One day after a shooter in Uvalde, Texas, brutally murdered 19 children and 2 teachers, New York Gov. Kathy Hochul (D) swore to hold a special legislative session to pass gun control procedures if the Supreme Court reverses the state’s limiting hidden bring law. Justices on the high court are quickly anticipated to release a judgment in the case New York State Rifle & Pistol Association Inc. v. Bruen, a lawsuit surrounding two men who have rejected a unique requirement or “proper cause” license to bring a hidden handgun or revolver that is needed under a long-standing New York law.
Hochul spoke Wednesday on the looming choice in the Supreme Court briefly after stating she wishes to raise the age to buy guns from 18 to 21 after an 18-year-old shooter opened fire at instructors and trainees at Robb Elementary School in Uvalde on Tuesday.
“As we’ve just seen from these two horrific crimes that we can’t get out of our minds, the common denominator, there are three: the weapon was an AR-15, the perpetrator was a male, and the perpetrator was 18,” Hochul said.
In spite of having the “toughest gun laws in the nation,” Hochul noted, she said state legislators are currently anticipated to use up a bundled bill over gun restrictions prior to completion of the existing legislative session, which concludes on June 2.
Hochul’s commentary on the Texas shooting comes less than 2 weeks after the fatal shooting at a supermarket in Buffalo, New York, where a shooter equipped with an AR-15-style rifle killed 10 people.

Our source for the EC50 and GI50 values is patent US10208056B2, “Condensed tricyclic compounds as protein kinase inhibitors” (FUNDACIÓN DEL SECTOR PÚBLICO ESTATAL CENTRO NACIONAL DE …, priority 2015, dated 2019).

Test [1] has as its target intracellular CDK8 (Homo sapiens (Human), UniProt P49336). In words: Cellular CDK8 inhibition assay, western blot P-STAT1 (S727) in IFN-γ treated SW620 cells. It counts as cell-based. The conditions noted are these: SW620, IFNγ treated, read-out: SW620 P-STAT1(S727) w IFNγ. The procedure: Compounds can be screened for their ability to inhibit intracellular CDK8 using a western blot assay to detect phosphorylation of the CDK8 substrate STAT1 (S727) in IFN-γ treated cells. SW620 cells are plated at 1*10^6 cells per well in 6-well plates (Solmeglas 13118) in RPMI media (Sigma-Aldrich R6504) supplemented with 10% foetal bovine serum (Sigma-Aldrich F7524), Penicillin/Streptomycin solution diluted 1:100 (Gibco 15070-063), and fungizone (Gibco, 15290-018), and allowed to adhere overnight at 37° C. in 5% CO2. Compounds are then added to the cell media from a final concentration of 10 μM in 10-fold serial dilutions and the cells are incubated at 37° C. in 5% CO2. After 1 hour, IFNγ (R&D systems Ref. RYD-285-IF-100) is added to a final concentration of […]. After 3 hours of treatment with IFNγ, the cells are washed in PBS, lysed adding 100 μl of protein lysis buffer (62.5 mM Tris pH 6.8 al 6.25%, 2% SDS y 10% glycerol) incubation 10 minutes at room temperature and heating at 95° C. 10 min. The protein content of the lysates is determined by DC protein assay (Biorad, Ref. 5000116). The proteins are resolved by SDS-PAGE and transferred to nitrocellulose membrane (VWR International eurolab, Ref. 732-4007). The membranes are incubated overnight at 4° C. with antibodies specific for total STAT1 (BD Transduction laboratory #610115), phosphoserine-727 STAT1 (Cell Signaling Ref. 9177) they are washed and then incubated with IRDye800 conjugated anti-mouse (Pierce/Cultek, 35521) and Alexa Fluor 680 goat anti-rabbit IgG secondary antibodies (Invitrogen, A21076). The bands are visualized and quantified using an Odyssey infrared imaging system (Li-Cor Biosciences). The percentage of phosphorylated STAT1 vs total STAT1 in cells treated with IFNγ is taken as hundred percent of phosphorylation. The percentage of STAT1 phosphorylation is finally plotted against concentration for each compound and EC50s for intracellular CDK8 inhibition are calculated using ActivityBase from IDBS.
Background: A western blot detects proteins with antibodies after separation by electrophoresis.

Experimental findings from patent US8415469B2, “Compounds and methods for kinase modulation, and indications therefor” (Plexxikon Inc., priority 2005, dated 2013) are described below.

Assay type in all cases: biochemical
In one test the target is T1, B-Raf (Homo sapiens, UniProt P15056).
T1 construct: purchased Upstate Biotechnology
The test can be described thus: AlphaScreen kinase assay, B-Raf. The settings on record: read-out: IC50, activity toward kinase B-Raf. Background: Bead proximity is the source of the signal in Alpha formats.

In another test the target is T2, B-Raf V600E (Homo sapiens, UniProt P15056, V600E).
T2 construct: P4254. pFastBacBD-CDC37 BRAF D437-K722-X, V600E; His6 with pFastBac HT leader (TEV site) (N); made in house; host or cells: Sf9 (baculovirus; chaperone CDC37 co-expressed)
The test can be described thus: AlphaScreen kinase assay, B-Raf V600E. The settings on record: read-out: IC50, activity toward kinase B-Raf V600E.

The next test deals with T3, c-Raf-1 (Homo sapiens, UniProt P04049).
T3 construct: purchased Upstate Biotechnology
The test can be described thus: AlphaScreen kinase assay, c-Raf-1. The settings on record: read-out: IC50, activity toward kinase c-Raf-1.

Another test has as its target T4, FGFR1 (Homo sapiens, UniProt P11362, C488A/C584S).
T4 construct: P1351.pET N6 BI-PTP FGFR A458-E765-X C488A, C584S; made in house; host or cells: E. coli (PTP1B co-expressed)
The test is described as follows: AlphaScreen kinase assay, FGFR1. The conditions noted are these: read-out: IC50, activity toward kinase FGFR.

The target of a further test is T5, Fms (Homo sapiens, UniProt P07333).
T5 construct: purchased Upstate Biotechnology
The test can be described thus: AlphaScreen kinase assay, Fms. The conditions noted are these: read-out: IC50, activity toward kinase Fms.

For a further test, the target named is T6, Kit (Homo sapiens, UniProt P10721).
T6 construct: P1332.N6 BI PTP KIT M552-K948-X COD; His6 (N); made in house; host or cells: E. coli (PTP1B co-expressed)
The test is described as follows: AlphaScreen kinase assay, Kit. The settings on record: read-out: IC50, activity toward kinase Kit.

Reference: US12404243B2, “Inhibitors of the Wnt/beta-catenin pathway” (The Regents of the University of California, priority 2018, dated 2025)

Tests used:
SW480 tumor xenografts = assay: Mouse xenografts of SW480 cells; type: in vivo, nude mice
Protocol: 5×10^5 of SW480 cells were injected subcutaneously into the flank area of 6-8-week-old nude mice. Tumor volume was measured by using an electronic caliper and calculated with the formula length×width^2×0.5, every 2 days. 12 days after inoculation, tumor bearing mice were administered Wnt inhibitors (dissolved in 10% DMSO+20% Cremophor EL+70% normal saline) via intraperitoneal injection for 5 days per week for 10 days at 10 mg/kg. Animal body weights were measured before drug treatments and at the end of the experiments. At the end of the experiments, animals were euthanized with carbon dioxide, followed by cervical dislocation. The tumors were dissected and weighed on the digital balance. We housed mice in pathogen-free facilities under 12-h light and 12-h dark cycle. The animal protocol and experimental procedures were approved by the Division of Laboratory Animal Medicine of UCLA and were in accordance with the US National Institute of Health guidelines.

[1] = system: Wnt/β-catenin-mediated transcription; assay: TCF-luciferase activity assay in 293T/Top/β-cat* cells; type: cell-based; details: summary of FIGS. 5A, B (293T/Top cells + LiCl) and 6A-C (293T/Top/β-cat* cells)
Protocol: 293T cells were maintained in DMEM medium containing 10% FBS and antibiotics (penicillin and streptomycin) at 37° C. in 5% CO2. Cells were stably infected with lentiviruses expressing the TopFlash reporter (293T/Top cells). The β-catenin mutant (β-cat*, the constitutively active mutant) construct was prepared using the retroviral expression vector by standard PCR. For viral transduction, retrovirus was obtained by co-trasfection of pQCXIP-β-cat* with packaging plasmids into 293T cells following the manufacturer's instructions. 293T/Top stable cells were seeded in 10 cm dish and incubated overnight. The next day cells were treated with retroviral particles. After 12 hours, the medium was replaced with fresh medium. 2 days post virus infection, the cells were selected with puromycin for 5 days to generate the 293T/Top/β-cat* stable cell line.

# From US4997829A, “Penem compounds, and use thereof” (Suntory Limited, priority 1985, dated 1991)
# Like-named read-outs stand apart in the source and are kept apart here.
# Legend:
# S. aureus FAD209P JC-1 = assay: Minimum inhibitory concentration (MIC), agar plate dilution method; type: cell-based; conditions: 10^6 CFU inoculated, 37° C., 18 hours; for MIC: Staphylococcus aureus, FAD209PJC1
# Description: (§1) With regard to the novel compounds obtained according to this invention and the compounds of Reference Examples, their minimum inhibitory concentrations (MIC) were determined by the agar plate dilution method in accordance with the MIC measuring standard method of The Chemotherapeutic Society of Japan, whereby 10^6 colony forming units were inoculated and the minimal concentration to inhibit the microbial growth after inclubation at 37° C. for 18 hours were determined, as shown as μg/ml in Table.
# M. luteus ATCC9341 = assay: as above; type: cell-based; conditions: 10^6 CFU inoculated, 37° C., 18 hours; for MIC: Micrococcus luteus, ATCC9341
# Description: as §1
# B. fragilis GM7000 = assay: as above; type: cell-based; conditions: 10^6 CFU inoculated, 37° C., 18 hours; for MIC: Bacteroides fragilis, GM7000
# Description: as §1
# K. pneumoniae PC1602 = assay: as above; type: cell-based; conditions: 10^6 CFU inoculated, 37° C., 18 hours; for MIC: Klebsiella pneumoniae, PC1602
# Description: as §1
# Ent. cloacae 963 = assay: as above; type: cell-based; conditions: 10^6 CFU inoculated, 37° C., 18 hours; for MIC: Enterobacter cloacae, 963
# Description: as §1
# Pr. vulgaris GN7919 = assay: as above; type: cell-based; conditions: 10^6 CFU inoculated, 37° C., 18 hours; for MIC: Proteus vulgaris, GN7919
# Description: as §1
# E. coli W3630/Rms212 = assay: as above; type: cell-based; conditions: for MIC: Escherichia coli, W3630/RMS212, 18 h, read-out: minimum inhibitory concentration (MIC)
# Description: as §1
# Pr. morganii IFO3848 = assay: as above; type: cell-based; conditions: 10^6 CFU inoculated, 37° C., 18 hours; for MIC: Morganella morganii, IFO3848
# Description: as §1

“Am I supposed to just leave all the flags at half-mast? They’re still at half-mast from Buffalo,” she said.
When justices heard arguments over New York’s limiting hidden bring authorization law, Attorney Paul Clement was the lead supporter prior to the Supreme Court in November. In March, he stated the commentary from the 6-3 Republican-appointed bulk on the high court “suggested that the court was pretty tough on the New York law,”though he cautioned against forecasting the result of the pending case.
He added that the New York law “in many respects is the carry equivalent of the kind of law that the District of Columbia had with respect to the right to keep an arm inside the home,” Clement said in reference to the 2008 District of Columbia v. Heller decision.
In Heller, justices ruled in a 5-4 viewpoint that the Second Amendment secures a specific right to have a gun in houses for “lawful purposes, such as self-defense within the home.”
“Whether the decision leaves an opening for New York to enact a revised ‘proper cause’ standard or some different law would depend on how the decision is written,” Clement said, adding that if the court rules against the New York law, “the burden will likely be on the state to pass a new law that the state believes is consistent with the court’s decision.”
A decision in the New York permit law case is anticipated at some point between now and the completion of the present Supreme Court session, which ends in late June.